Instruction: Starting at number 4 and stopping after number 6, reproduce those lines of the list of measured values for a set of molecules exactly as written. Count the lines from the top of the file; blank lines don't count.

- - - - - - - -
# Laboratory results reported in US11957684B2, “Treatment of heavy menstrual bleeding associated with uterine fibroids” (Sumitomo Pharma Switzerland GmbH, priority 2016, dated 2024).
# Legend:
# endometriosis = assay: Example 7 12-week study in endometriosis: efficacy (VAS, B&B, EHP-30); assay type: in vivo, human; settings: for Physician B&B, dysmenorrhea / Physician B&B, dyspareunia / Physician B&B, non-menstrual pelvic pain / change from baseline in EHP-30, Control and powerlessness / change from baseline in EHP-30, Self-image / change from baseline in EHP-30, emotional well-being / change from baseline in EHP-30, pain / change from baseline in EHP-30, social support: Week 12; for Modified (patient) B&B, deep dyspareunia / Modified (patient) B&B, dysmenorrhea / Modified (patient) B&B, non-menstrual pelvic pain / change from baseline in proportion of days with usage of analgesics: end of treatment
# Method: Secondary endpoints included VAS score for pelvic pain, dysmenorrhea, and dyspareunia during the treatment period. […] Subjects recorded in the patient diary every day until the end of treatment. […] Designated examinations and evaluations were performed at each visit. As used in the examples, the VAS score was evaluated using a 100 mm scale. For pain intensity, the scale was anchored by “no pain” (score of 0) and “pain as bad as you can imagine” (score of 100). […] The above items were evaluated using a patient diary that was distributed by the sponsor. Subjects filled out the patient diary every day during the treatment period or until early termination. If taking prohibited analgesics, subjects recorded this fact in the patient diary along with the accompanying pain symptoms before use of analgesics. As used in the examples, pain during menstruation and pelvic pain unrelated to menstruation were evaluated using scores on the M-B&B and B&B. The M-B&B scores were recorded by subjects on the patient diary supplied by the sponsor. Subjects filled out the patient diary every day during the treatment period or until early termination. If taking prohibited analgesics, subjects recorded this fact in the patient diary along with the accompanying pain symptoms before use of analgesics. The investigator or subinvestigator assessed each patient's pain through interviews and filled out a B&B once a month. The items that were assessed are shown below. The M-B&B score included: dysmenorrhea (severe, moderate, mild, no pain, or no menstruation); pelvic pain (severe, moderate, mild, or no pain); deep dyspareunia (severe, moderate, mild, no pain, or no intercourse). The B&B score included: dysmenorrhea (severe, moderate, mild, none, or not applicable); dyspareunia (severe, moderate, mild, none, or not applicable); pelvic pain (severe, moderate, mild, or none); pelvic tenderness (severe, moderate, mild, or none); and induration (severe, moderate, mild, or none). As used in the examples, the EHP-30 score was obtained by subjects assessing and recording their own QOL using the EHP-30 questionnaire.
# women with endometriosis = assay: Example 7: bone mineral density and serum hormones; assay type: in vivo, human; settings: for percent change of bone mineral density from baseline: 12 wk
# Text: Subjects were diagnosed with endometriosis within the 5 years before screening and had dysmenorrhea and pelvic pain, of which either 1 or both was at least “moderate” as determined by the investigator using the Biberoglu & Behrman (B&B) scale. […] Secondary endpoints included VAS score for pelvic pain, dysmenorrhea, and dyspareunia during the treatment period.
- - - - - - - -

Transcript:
# Method: Secondary endpoints included VAS score for pelvic pain, dysmenorrhea, and dyspareunia during the treatment period. […] Subjects recorded in the patient diary every day until the end of treatment. […] Designated examinations and evaluations were performed at each visit. As used in the examples, the VAS score was evaluated using a 100 mm scale. For pain intensity, the scale was anchored by “no pain” (score of 0) and “pain as bad as you can imagine” (score of 100). […] The above items were evaluated using a patient diary that was distributed by the sponsor. Subjects filled out the patient diary every day during the treatment period or until early termination. If taking prohibited analgesics, subjects recorded this fact in the patient diary along with the accompanying pain symptoms before use of analgesics. As used in the examples, pain during menstruation and pelvic pain unrelated to menstruation were evaluated using scores on the M-B&B and B&B. The M-B&B scores were recorded by subjects on the patient diary supplied by the sponsor. Subjects filled out the patient diary every day during the treatment period or until early termination. If taking prohibited analgesics, subjects recorded this fact in the patient diary along with the accompanying pain symptoms before use of analgesics. The investigator or subinvestigator assessed each patient's pain through interviews and filled out a B&B once a month. The items that were assessed are shown below. The M-B&B score included: dysmenorrhea (severe, moderate, mild, no pain, or no menstruation); pelvic pain (severe, moderate, mild, or no pain); deep dyspareunia (severe, moderate, mild, no pain, or no intercourse). The B&B score included: dysmenorrhea (severe, moderate, mild, none, or not applicable); dyspareunia (severe, moderate, mild, none, or not applicable); pelvic pain (severe, moderate, mild, or none); pelvic tenderness (severe, moderate, mild, or none); and induration (severe, moderate, mild, or none). As used in the examples, the EHP-30 score was obtained by subjects assessing and recording their own QOL using the EHP-30 questionnaire.
# women with endometriosis = assay: Example 7: bone mineral density and serum hormones; assay type: in vivo, human; settings: for percent change of bone mineral density from baseline: 12 wk
# Text: Subjects were diagnosed with endometriosis within the 5 years before screening and had dysmenorrhea and pelvic pain, of which either 1 or both was at least “moderate” as determined by the investigator using the Biberoglu & Behrman (B&B) scale. […] Secondary endpoints included VAS score for pelvic pain, dysmenorrhea, and dyspareunia during the treatment period.